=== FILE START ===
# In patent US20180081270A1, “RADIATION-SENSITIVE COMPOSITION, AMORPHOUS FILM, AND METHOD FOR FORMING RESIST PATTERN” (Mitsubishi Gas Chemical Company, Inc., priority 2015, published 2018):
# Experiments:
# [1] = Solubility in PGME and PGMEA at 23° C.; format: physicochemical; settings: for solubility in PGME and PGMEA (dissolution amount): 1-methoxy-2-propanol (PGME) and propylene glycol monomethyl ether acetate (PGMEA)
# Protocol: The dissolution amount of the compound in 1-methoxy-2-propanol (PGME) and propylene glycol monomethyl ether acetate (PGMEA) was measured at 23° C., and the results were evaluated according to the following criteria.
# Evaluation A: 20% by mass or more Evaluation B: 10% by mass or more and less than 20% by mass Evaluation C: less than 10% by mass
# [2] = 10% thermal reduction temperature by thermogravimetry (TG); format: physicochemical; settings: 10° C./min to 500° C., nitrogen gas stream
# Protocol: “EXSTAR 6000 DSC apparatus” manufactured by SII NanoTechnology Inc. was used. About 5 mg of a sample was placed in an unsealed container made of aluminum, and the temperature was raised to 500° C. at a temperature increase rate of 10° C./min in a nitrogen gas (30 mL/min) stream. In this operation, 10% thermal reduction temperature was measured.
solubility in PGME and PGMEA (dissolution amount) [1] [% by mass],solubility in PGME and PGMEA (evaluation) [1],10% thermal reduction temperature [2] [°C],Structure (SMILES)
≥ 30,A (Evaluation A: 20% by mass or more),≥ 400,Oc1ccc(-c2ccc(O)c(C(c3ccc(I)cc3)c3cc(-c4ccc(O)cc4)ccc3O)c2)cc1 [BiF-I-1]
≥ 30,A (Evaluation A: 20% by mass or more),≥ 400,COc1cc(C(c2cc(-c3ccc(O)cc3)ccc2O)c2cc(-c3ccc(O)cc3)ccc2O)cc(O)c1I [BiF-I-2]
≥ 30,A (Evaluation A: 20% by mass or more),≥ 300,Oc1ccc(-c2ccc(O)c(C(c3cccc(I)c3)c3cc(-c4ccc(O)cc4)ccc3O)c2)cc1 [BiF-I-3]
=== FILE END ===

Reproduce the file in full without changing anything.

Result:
# In patent US20180081270A1, “RADIATION-SENSITIVE COMPOSITION, AMORPHOUS FILM, AND METHOD FOR FORMING RESIST PATTERN” (Mitsubishi Gas Chemical Company, Inc., priority 2015, published 2018):
# Experiments:
# [1] = Solubility in PGME and PGMEA at 23° C.; format: physicochemical; settings: for solubility in PGME and PGMEA (dissolution amount): 1-methoxy-2-propanol (PGME) and propylene glycol monomethyl ether acetate (PGMEA)
# Protocol: The dissolution amount of the compound in 1-methoxy-2-propanol (PGME) and propylene glycol monomethyl ether acetate (PGMEA) was measured at 23° C., and the results were evaluated according to the following criteria.
# Evaluation A: 20% by mass or more Evaluation B: 10% by mass or more and less than 20% by mass Evaluation C: less than 10% by mass
# [2] = 10% thermal reduction temperature by thermogravimetry (TG); format: physicochemical; settings: 10° C./min to 500° C., nitrogen gas stream
# Protocol: “EXSTAR 6000 DSC apparatus” manufactured by SII NanoTechnology Inc. was used. About 5 mg of a sample was placed in an unsealed container made of aluminum, and the temperature was raised to 500° C. at a temperature increase rate of 10° C./min in a nitrogen gas (30 mL/min) stream. In this operation, 10% thermal reduction temperature was measured.
solubility in PGME and PGMEA (dissolution amount) [1] [% by mass],solubility in PGME and PGMEA (evaluation) [1],10% thermal reduction temperature [2] [°C],Structure (SMILES)
≥ 30,A (Evaluation A: 20% by mass or more),≥ 400,Oc1ccc(-c2ccc(O)c(C(c3ccc(I)cc3)c3cc(-c4ccc(O)cc4)ccc3O)c2)cc1 [BiF-I-1]
≥ 30,A (Evaluation A: 20% by mass or more),≥ 400,COc1cc(C(c2cc(-c3ccc(O)cc3)ccc2O)c2cc(-c3ccc(O)cc3)ccc2O)cc(O)c1I [BiF-I-2]
≥ 30,A (Evaluation A: 20% by mass or more),≥ 300,Oc1ccc(-c2ccc(O)c(C(c3cccc(I)c3)c3cc(-c4ccc(O)cc4)ccc3O)c2)cc1 [BiF-I-3]